We toiled along rolling hills until today's lunch stop - a layby (with proper sandwiches) but very little shade! It seemed to get at least 10° hotter as soon as you stopped. Everyone was a bit frazzled now but Ray still found some time for a quick top up of his tan
Lunch was taken at a strategic point - after the big climb of the day. Unfortunately just after lunch we hit the big climb of the day. All this confirmed our belief that Bill was just playing with our heads!
After the big climb of the day we rolled ever south with the roads becoming ever busier as we approached the suburbs of the spiralling mass of Paris
The slower group missed the afternoon stop so we stopped in front of the other group on the edge of a park and waited for them to catch up. Refuelled we set off on the last stretch through Paris.
Leo nervously climbed back into the car - no one to navigate for him now as we all rode the glory leg.
We rode along cycle paths and twisting quiet suburban roads inching ever closer. Traffic lights and keeping the group together made for a slow crossing of the capital. This was something of a worry for Edward who had a train to catch
We finally reached the Seine and a bike race! The roads closed to let the riders have the freedom to fly. At this point most of us thought we would now take a leisurely ride along a riverside tow path/cycle path but no - there where still hills to be found!
We crossed the river and lost Trevor and Lorraine. As the river snaked its way we took the shorter route over the hills to the next valley. At the crest of one hill we looked down to see the Eiffel Tower framed between an avenue of trees - almost there. Another steep hill followed - one with traffic lights on - the sort of hill you pull wheelies on if you can get clipped in!
The F2P reaches the Seine complete with Jeremy’s bike
And then suddenly round a corner and there’s Trevor and Lorraine outside the hotel - job done
We took some team photo’s by the river with Jeremy’s bike centre stage - before Edward grabs a taxi and heads for the train station. Trevor and Lorraine book us all in and a few retire to their rooms for rest and recuperation.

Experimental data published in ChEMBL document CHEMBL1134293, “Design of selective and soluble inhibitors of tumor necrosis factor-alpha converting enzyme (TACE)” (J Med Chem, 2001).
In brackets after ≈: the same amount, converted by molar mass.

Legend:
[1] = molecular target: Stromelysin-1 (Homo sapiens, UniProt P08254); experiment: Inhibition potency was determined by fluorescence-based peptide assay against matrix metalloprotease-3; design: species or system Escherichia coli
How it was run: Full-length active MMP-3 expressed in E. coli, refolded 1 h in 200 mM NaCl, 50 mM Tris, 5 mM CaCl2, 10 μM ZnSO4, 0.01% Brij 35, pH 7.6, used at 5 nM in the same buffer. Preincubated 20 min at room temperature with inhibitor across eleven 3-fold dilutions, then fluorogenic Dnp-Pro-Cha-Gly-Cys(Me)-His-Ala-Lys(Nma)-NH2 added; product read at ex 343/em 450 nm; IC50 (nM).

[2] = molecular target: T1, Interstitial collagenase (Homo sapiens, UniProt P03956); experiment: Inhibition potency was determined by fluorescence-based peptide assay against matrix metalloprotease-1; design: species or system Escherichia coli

Phil’s computer with his total milage.
So we start cycling in completely the wrong direction along a muddy footpath. We finally find tarmac and Garmin’s and other electronic devises start throwing us directions. We use various cycl ways and skirt a large wooded area where it seems the local ladies of the night pedal their wares. Rob seems to get more than he bargained for when one young lady scoops out her ample chest!
After negotiating an extremely large and busy roundabout we arrive at The Tower. We have actually arrived at the other side of the river to The Tower at a viewing area. There is some entertainment going on and the sun is low in the sky bathing the area in a golden glow, it’s all rather fitting as the end of the ride. We line up and get a few pictures with The Tower, we also get random members of the public joining us to have their picture taken too!
F2P at the The Eiffel Tower.
A coffee from the over priced food stall and normal service was resumed. We started to get a bit concerned as several people had left whilst a few remained to wait for Phil to arrive from down by the river. The light was fading fast now and few of us had lights and only one a hi-vis jersey (compulsory in France at night).
The area was not filled with restaurants but we found a Chinese that was more than ready to look after us. The beer flowed and the food came in fits and starts but a celebratory meal it was and everyone was full of the adventure. Everyone had a story to tell and we had become a real group of friends.
A bridge closure in Paris and a Sat Nav that had been altered to avoid motorways meant a slower than anticipated journey home - we again missed our ferry!
Those on the train had an easier time and were back in Bedfordshire barely into the afternoon! With the trailer and car returned the following morning and the bikes being slowly picked up the trip slowly seems as if it never happened - until the photo’s started turning up! What a fantastic set of memories those bring back. When the whole set are up (Ray and Peter?) there will be the better part of 1,000 pictures!
I think the trip will be long remembered as one of those great moments in peoples' lives. It was certainly a challenge, it has some fantastic scenery, it has some wonderful and not so wonderful roads, it also had some hills - the one thing it did have in abundance though was some fantastic people and at the end of it all it’s the people you share these things with that make it special.
I feel privileged to have shared it with you my fellow F2P riders - thank you.
The sponsorship monies are starting to roll in, we should be able to pay for Rosie’s trip, her expenses at her five training camps, her new bike, helmet, gloves, shoes and glasses - again thank you all for raising this sponsorship money.
Special thanks go to Trevor, who made the admin side of the job so much easier, found our fantastic sponsor who made life easier for us. Trevor also gave up his valuable time to meet me a few times and to drive me to pick up the car and trailer. I would also like to thank Gary for organising the Eurostar - which I believe went well - thanks guys.
It seems that the ‘journey’ is to be repeated to allow others to enjoy the challenge. I wish all future riders the best of luck and hope you enjoy the weather the friendship and journey as much as we did.